The Alien Tort Claims Act may sound as if it's intended to regulate the intergalactic pastry business, but it's actually used in U.S. courts to litigate charges of serious human rights abuses that occur abroad. Such charges are heavy, and as an investor, it's one of the last things you want in your company's headlines.

Over the past 20 years or so, the act, or the ATCA, has been used in litigation involving firms such as Royal Dutch Shell (NYSE:RDS-B) and Unocal (now a part of Chevron (NYSE:CVX)) that alleges complicity in the hangings of activists and the enslavement of laborers, respectively, at the hands of foreign militaries. A Boeing (NYSE:BA) subsidiary now faces an ATCA charge of providing logistics for CIA operations that whisked off three terrorism suspects to countries with, shall we say, permissive attitudes about interrogating detainees.

The punitive results of such trials have been mixed, but the risk to the reputation of a multinational firm facing an ATCA charge far outweighs any direct monetary damages. The Bush administration, and particularly the embattled attorney general, has proven rather unmoved by the torture status quo. For that reason, activists appear to have shifted the pressure toward private contractors. Ideally, such a looming PR nightmare would cause firms to monitor their potential complicity in abuses much more closely.

The takeaway here is not that market participants may be overlooking the business risks to government contract work. On the contrary, I think such risks are perennially priced into the shares of companies such as SAIC (NYSE:SAI) and Raytheon (NYSE:RTN). It's important for investors who may be new to the sector to recognize why these firms tend to show up in the bargain bin.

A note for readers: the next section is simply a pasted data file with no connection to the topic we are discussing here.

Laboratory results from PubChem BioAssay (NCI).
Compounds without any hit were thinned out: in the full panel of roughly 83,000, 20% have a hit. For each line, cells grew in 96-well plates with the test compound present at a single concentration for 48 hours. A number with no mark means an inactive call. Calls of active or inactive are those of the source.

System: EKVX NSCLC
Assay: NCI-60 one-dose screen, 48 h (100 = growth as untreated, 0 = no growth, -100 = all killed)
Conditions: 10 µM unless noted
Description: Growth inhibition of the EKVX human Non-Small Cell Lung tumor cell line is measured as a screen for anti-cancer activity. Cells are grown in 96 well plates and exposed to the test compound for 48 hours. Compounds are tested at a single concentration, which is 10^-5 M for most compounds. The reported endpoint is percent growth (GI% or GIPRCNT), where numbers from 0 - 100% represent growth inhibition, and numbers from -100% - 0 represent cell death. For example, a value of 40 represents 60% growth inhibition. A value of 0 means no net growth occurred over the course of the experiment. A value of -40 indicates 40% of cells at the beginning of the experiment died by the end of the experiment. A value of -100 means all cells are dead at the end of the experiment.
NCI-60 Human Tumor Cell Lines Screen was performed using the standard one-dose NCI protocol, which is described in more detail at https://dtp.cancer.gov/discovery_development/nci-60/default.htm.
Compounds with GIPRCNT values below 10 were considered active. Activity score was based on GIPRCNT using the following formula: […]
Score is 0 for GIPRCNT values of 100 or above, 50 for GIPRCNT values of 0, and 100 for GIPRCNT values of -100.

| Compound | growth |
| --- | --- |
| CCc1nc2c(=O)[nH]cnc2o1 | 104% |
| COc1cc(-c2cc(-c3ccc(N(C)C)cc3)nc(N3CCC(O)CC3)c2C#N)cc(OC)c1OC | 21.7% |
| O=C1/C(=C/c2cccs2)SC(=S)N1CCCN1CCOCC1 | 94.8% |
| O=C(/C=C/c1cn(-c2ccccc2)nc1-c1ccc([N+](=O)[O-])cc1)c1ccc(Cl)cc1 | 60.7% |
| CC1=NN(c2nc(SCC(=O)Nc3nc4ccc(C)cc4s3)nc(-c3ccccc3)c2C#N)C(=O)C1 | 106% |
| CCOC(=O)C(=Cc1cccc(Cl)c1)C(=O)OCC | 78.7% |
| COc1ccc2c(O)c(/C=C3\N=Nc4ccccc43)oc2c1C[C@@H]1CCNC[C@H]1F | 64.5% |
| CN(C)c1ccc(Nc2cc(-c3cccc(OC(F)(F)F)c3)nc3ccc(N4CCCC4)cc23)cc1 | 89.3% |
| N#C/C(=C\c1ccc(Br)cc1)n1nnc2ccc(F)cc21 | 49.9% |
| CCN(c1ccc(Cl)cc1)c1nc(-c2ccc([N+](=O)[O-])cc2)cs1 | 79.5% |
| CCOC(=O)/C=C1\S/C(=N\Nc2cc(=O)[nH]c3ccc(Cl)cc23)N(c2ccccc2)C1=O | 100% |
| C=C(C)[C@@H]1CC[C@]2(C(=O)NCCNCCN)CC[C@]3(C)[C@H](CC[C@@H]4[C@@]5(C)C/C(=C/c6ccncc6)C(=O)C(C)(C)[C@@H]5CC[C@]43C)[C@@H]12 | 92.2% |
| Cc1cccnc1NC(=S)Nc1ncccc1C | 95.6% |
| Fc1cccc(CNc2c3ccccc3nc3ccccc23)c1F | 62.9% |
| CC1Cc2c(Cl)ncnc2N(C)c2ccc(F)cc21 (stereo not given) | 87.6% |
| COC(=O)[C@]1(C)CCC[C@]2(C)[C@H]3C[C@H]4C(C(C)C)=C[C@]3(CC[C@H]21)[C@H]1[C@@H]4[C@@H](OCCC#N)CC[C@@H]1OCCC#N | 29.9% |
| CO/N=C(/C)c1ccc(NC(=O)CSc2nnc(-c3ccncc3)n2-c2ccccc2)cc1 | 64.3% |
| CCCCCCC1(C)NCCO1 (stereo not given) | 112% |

Perceived ATCA liability is just one of many considerations weighing on the valuations of contractors. The argument can certainly be made that aversion to the sector has and will continue to provide an avenue for opportunistic investors to outperform the broader market. After all, defense contractors like Lockheed Martin (NYSE:LMT) and General Dynamics (NYSE:GD) typically generate strong returns on capital, and are priced pretty cheap relative to earnings. Only after you recognize the reasons for such discounting, however, can you properly assess whether negative sentiment has created mispricing.

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Fool contributor Toby Shute doesn't own shares in any company mentioned. SAIC is an Inside Value recommendation. There's nothing obsolete or quaint about The Motley Fool's disclosure policy.